Testing commission favors ACT, but state not releasing final recommendations
By Ryan Quinn, The Charleston Gazette-Mail
The day before West Virginia lawmakers planned to start the 2016 session with anti-Common Core bills on their minds, the state schools superintendent’s Commission on Assessment again appeared ready to recommend replacing the current Smarter Balanced standardized tests with ones purchased from ACT.
But the state Department of Education, which Superintendent Michael Martirano leads, still isn’t publicizing what it says will be “final recommendations” from the 26-member commission. Martirano, who said he has purposefully been largely absent from the commission meetings so as not to interfere with the members’ discussions, came in at the end of Tuesday’s meeting and told the members, who’ve met three times since December, that they should think of themselves as an “in perpetuity group.”
He noted the ongoing controversy among lawmakers over the state’s standards, and said the state needs to consider whether tests align to the standards. Martirano has said the new education requirements — which the state Board of Education approved last month — are no longer based on Common Core, despite them containing mostly identical language, and legislative leaders say they’re seriously considering using legislation to change the standards further.
“Since a lot of that is under concern right now … we can’t bury our head in the sand and say that we’re gonna just say that ‘This is what we’re going to do, and this why’ without a thoughtful review,” Martirano said.
He said he wants the commission to identify the pros and cons of various tests, and he and the state school board need to ultimately settle the related issues of standards, testing and school accountability.
“Everything right now is under fire, and it behooves us to stay out in front of things, to gather information and to vet these things,” he said.
The commission will provide its recommendations to Martirano, who will make recommendations to the state school board.
When asked Tuesday why “final recommendations” weren’t yet being publicized, Deputy State Schools Superintendent Cindy Daniel noted that while the fact that the commission favors ACT was strengthened by Tuesday’s discussion, she said the commission hasn’t considered other testing options that “maybe we’re not fully aware of right now.”
Discussions Tuesday among commission members — who include teacher union representatives, county school board members, county superintendents and others — and representatives from the ACT and SAT did highlight that studies of how well either test can adequately measure whether West Virginia’s students are meeting the state’s new standards have not been finished.
Paul Weeks, senior vice president of client relations for ACT, said the alignment between the ACT exams and the Mountain State’s new standards will be “very strong,” because the new standards don’t veer too much from Common Core, to which the ACT is well aligned.
Heather Hutchens, general counsel for the education department, also pressed ACT and SAT representatives Tuesday with questions about data privacy for Mountain State students taking their tests. She said a law the Legislature passed in 2014 increased student privacy protections beyond that required by the federal government, and the ACT refused to sign West Virginia’s resulting student privacy agreement regarding the Compass test. Hutchens said Compass, which helped determine whether West Virginia high school juniors needed to take developmental courses in their senior year, wasn’t given this school year due to the impasse.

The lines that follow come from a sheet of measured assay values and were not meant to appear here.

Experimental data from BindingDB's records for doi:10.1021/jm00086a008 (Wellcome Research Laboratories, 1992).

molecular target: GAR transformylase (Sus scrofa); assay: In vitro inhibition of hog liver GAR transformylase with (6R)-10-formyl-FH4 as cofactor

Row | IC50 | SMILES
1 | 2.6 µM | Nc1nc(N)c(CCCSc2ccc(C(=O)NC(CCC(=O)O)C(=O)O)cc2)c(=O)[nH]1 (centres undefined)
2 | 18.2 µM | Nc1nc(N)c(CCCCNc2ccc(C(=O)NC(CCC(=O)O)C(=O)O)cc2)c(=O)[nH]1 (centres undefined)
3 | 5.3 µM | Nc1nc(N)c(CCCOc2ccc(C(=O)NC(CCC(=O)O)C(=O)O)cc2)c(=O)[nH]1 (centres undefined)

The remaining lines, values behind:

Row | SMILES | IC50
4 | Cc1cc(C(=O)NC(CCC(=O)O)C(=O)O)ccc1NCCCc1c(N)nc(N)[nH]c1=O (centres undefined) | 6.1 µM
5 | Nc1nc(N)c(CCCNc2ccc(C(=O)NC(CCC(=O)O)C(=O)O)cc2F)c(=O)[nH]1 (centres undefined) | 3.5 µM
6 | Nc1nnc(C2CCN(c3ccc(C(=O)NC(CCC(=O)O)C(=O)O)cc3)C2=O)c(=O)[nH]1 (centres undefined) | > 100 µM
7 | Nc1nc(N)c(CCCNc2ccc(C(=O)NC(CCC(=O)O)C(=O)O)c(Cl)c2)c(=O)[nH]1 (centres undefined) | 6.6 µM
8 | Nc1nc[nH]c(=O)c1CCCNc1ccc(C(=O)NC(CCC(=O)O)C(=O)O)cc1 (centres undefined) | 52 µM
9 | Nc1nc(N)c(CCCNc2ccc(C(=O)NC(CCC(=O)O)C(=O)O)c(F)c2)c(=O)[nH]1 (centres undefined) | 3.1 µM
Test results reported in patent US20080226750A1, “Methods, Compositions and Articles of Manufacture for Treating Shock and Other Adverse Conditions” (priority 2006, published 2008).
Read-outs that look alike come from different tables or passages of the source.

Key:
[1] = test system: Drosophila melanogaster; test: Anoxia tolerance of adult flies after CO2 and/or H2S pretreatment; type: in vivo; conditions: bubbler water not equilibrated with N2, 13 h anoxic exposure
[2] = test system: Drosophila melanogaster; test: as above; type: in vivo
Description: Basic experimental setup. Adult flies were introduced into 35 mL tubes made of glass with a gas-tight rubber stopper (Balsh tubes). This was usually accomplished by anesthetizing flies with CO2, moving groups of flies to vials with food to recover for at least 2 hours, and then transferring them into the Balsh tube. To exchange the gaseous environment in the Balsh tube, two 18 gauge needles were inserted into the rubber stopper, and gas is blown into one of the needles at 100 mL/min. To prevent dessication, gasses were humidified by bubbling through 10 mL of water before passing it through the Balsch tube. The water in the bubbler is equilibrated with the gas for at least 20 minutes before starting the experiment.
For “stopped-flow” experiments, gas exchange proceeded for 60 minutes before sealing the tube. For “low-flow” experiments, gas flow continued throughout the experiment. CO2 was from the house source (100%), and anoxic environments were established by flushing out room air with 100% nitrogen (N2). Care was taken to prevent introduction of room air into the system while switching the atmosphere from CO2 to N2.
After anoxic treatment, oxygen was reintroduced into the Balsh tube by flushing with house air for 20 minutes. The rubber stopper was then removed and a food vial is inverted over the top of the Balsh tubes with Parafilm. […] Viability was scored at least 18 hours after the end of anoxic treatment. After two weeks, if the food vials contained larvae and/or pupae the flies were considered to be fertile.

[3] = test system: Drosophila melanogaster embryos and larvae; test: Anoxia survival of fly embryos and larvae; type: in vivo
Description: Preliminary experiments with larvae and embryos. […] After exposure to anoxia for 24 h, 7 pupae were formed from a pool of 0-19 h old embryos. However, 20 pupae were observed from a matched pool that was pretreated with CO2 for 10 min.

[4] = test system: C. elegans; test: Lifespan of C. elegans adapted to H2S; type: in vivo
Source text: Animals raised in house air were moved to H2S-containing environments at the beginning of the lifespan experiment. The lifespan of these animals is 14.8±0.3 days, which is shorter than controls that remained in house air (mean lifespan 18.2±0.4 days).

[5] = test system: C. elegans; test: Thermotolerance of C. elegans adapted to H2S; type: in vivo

Last week, a majority of the testing commission’s members recommended moving away from the Smarter Balanced tests, limiting end-of-year testing in high school to only one grade and specifically exploring using ACT and ACT Aspire, which is offered for grades 3 through 10, as freely provided statewide assessments.
Despite that, SAT representatives, who presented at last week’s meeting alongside an ACT representative, returned again Tuesday to, alongside ACT, provide more information about their offerings.
Daniel said SAT representatives were allowed to provide more info Tuesday despite last week’s decision because, while 11 members said they wanted more information from ACT, others continued to express an interest in the SAT as well. Commission member Ryan White, a Kanawha County school board member, specifically said he wanted more information on the SAT, expressing support for allowing counties to choose between ACT and SAT.
Two members said they needed more information on all options, but more information on Smarter Balanced wasn’t presented Tuesday.
Near the end of Tuesday’s meeting, Daniel drew on a large pad of paper on an easel two columns to compare and contrast SAT and ACT, and asked commission members for input.
“I know we could go on listing strengths and weaknesses,” commission member Dale Lee, president of the West Virginia Education Association teachers union, said after a while. “… I think we’re ready to make a recommendation for which one of these we should go with.”
But Daniel noted there remain many unanswered questions, and after Martirano spoke, the commission adjourned.